“I’ve got to go and see the town, see the program, meet people—I do a ton of camps and clinics in the Oregon and Washington area, where I’ve just know that there’s always been so much support and so much excitement for the program that it was always in the back of my mind: wouldn’t it be great to be the head coach there one day? Wouldn’t that be a job that I would just jump at?” Pendleton said. 

As a California native, Pendleton said he hopes to place a heightened focus on recruiting student-athletes from Oregon and neighboring West Coast states.

“One of the things we want to do as a staff is we want to keep those kids in state, make them excited about Oregon State Wrestling, because the talent is there. The talent in that area is enough to compete nationally, and we want to keep the kids at home,” Pendleton said. 

Pendleton is still in Arizona due to COVID-19, but hopes to make the move to Corvallis soon to begin planning and connecting with the team and faculty. Yet, he admits that the future, for the time being, is uncertain.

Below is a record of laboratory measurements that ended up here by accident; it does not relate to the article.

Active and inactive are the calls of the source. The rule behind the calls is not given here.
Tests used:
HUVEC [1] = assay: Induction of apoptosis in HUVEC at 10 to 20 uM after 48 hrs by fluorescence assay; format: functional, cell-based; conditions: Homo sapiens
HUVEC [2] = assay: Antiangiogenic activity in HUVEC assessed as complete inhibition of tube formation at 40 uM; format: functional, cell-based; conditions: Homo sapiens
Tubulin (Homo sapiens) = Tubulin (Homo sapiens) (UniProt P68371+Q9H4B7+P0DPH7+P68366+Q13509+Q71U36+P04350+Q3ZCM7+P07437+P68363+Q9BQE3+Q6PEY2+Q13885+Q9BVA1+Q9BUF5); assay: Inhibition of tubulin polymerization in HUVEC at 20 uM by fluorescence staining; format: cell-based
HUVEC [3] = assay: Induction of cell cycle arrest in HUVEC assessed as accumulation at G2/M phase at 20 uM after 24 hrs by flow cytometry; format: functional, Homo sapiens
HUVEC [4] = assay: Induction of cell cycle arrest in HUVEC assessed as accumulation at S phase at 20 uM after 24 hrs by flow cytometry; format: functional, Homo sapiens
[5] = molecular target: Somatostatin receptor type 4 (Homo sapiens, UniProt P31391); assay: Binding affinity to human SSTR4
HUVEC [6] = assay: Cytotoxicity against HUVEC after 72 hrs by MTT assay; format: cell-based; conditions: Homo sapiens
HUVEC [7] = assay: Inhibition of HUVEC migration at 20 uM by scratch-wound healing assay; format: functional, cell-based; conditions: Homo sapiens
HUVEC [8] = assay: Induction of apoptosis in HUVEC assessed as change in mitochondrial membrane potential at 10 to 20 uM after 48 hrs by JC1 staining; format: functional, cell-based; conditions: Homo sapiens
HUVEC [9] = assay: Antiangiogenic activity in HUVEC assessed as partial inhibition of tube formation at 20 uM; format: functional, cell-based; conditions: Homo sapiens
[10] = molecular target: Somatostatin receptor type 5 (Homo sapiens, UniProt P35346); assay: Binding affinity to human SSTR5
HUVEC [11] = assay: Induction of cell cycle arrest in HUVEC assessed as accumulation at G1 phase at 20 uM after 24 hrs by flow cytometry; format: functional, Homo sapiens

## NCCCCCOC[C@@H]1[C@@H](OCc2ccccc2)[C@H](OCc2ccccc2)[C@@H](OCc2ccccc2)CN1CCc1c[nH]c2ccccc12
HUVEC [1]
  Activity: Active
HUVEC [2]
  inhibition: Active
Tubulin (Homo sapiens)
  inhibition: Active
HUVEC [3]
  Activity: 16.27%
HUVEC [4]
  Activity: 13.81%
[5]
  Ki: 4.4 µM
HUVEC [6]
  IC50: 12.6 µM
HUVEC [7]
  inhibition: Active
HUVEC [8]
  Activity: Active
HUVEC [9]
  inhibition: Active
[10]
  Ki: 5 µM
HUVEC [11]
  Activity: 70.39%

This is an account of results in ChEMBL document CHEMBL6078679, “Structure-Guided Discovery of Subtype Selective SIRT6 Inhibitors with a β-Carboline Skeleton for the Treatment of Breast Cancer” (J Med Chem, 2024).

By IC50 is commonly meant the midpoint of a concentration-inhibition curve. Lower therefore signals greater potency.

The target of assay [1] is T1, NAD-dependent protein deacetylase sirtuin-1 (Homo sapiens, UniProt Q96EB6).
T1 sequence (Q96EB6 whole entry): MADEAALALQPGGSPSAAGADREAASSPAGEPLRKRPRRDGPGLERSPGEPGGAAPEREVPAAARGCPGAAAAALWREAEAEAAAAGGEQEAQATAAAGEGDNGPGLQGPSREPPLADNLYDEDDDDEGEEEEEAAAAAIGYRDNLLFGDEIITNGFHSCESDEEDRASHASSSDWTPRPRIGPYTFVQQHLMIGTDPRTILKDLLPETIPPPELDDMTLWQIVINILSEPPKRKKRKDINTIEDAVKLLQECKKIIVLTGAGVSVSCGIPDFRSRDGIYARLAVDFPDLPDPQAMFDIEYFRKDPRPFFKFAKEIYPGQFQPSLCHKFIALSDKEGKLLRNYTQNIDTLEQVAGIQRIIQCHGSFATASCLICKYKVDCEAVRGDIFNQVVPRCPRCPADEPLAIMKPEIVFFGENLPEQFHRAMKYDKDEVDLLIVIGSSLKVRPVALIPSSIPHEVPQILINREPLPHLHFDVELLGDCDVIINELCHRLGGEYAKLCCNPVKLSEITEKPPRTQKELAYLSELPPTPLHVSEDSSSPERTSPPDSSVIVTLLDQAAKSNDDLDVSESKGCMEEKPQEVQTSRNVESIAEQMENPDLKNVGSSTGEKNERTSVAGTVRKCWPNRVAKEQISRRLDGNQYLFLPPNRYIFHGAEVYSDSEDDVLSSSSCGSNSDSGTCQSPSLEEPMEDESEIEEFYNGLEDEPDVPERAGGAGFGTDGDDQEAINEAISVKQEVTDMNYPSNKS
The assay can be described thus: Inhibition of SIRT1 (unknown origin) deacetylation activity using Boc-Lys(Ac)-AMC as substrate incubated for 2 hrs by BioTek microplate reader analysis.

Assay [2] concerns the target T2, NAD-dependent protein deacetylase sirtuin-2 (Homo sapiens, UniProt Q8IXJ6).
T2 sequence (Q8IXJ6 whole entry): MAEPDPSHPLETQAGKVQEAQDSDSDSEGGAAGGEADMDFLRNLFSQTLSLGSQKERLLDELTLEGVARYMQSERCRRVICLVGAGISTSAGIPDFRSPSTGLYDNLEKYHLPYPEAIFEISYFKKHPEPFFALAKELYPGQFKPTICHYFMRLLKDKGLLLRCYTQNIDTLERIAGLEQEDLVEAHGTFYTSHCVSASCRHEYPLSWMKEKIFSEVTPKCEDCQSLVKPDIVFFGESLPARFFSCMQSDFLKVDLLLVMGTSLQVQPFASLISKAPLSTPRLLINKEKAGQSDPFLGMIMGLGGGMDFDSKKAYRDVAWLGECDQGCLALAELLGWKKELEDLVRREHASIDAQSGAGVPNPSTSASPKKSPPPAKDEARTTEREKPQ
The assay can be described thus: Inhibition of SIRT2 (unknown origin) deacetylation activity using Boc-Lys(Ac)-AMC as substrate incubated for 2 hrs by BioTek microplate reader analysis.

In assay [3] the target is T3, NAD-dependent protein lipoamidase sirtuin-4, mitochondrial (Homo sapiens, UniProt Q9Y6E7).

“I can’t control what’s going on in the country and in the world right now, and it’s obviously a unique situation for everybody. I think if there’s one thing that coaches hate telling an athlete, it’s ‘I don’t know.’ And I’ve literally had to say that repeatedly, all day today, because I don’t know what’s going on, I don’t know what’s going to happen,” Pendleton said. “My first priority is the athletes’ safety, so I’ve been communicating with them, and had my first team meeting with them where they all got to share their locations with me. I want to know that they’re safe and they’re taking care of themselves and their families. Second, the term just started, so academically, we’re going to hit the ground running, and I want to start it on a good foot.”

Brandon Kaylor, a redshirt freshman on the OSU Wrestling team, said he first met Pendleton in 2016 when he visited the PAC-12 Championships in Tempe, Ariz. on an unofficial visit, but has not had an additional chance to connect with him yet, aside from the team’s Zoom call.